John Beaudin, Wa Kanja Hoohega, died April 4, 1993. He was 47 years old, the victim of cancer. He was ceremonially buried at the Blue Wing Cemetery in Tomah.
As a Viet Nam veteran John came to realize the need for healing among the veterans and their families and friends. With fellow veteran Howard Sherpe, a Madison advertising company owner, he became involved in the planning and construction of the Dove Mound at Highground in Neillsville, Wisconsin. A portion of that planning included inviting veterans and families of KIAs and MIAs to participate. They were asked to bring bags of earth from a place special to their veteran or a special object.
The officer in charge of receiving the bags of earth said families and friends would come with or send their contributions gathered from yards, baseball fields, farms, homes, jobs, fields, fishing holes, hang outs–and every contribution from all 72 Wisconsin counties had a story. It was a deeply emotional experience for everyone, including himself, to his surprise. He realized this small act was for many the first important step in the healing process which allowed them to finally close off one aching experience and go on with life. Earth and objects sacred to the mound-building veterans and their families was placed in the heart of the dove.
Highground itself became a place of healing. Many vets pilgrimage to this site, sitting in the hollow of the dove’s wing, walking across its curving surface where it appears to glide over the crest of the hill, or standing at a distance to simply stare. Some spend time at “Doc’s Wall,” a symbolic place where emotional walls are torn down and emotional rubble is scattered among real pink and gray granite boulders. Vets come full of pain and often leave feeling some peace and hope. Many return regularly, as John Beaudin said, “…to lie down in the wings of Mother Earth and leave their problems behind.”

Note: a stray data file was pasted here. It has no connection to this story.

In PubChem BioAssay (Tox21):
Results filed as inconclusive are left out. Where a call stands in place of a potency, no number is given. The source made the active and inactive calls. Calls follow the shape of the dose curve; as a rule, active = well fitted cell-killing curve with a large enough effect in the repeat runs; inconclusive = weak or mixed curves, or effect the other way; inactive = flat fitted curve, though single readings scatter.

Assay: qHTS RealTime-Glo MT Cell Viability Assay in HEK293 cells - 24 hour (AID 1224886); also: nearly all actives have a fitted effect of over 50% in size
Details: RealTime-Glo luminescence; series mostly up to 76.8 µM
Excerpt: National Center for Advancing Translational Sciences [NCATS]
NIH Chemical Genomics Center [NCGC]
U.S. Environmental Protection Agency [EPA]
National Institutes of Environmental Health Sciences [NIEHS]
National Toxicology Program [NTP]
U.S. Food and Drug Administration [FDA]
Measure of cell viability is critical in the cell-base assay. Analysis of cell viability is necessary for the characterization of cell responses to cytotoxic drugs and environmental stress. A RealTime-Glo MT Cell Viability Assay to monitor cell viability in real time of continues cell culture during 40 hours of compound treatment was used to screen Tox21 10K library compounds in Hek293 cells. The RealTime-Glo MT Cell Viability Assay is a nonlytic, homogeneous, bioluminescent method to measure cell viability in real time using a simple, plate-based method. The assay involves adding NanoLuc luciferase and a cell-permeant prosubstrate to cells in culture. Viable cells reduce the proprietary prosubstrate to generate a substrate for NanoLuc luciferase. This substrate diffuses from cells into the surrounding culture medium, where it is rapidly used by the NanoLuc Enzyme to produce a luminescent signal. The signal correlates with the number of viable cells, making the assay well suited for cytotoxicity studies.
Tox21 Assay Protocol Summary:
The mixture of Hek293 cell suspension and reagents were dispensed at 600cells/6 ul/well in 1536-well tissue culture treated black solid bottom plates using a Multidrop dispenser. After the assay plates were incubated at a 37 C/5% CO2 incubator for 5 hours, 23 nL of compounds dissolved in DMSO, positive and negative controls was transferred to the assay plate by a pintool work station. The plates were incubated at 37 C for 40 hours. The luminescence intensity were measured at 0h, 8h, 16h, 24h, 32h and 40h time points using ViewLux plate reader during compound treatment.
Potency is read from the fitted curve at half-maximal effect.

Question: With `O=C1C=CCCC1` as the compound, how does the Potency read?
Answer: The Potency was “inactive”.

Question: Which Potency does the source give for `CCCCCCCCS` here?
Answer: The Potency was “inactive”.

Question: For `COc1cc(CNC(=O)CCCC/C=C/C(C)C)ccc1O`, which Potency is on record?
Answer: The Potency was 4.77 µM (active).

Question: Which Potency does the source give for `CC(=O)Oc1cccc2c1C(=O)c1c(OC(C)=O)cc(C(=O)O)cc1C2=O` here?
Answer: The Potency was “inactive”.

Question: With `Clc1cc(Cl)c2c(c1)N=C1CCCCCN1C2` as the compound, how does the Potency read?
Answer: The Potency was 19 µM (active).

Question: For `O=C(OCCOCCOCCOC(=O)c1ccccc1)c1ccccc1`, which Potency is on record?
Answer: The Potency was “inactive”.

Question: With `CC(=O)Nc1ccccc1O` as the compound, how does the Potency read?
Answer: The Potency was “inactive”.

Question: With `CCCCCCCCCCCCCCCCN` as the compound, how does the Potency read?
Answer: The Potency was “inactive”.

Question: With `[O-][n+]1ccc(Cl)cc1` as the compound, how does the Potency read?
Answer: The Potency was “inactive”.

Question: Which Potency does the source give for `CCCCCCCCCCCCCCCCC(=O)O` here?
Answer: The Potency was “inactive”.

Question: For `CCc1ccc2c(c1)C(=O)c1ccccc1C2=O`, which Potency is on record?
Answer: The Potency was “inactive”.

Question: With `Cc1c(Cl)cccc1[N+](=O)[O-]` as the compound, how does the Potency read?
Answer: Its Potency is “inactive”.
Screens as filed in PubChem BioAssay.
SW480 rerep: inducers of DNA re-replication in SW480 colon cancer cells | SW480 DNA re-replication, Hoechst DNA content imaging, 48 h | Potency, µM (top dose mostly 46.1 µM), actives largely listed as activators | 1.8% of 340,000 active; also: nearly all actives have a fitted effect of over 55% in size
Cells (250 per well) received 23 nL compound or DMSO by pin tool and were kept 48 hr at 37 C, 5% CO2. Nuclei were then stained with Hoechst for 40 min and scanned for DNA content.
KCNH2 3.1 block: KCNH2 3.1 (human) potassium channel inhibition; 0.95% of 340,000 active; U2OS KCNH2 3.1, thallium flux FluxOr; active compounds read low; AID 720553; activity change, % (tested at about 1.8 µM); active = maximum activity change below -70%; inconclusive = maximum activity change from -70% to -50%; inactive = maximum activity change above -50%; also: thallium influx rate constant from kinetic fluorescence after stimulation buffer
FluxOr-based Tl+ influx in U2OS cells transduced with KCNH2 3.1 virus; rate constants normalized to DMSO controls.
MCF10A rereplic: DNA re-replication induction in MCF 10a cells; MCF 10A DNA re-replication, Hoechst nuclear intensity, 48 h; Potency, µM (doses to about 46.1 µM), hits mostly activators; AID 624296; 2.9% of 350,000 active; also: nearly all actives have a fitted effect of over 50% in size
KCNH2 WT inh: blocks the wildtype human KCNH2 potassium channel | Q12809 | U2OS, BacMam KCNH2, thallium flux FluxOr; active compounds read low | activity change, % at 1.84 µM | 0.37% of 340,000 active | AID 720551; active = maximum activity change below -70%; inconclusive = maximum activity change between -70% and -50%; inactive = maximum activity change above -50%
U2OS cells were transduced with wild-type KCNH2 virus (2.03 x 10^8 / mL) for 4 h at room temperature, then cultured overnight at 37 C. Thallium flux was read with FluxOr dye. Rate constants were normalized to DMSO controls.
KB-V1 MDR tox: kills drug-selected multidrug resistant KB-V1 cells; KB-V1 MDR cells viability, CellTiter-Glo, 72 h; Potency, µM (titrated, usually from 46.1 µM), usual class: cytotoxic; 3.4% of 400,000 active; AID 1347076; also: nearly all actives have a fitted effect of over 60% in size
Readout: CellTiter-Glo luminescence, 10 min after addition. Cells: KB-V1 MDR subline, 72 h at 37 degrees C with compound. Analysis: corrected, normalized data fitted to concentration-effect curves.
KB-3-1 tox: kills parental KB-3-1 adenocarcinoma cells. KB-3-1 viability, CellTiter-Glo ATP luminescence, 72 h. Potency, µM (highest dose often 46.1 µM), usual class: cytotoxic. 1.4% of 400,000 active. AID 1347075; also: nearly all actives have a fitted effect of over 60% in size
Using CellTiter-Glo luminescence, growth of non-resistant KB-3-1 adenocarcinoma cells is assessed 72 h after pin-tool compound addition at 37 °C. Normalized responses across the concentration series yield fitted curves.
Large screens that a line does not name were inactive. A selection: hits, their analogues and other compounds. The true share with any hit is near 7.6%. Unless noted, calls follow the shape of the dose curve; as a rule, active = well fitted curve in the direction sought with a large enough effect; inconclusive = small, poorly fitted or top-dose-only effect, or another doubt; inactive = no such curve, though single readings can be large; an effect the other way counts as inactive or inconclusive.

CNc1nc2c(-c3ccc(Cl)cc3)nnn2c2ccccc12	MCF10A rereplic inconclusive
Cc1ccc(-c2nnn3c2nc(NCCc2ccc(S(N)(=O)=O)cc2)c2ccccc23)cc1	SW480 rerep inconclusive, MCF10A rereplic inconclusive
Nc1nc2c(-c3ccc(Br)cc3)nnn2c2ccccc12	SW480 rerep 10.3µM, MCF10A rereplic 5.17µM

In 1990 Professor Nguyen Ngoc Hung of the Hanoi Foreign Language Institute visited Madison. He had served six years in the Vietnamese army and, hearing about Highground, asked to visit. John Beaudin and a somewhat skeptical Howard Sherpe took him. At Highground they looked across the mound and the land, and then began to talk, discovering Hung had been a reluctant soldier who lost family, friends, his girl to the war and still had a brother missing. As did they, Hung continued to carry 27 years of grief. They prayed together for his missing brother and all the missing. Before leaving, they sealed a new understanding and friendship by autographing a rock.
A number of vets have found the need to return to Viet Nam to collect dirt and debris from battle sites where comrades fell, carrying this home to bury so they can bring peace to their souls and the souls of those fallen. Some simply feel compelled to walk the land where they lost their youth. In the course of these battle site visits, they have encountered Vietnamese vets anxious with the same pursuits for the same reasons. Dialogues were begun and reconciliation followed.
Many mention Highground and its healing affect. Plunging deeper into the process, now American veterans have united with Vietnamese veterans to construct a Dove Mound in the Veterans Peace and Reconciliation Park at the outskirts of Hanoi, Vietnam. Vietnam’s forestry department has donated a 10 acre rice field 10 kilometers from the city for the park but will not become involved in the construction.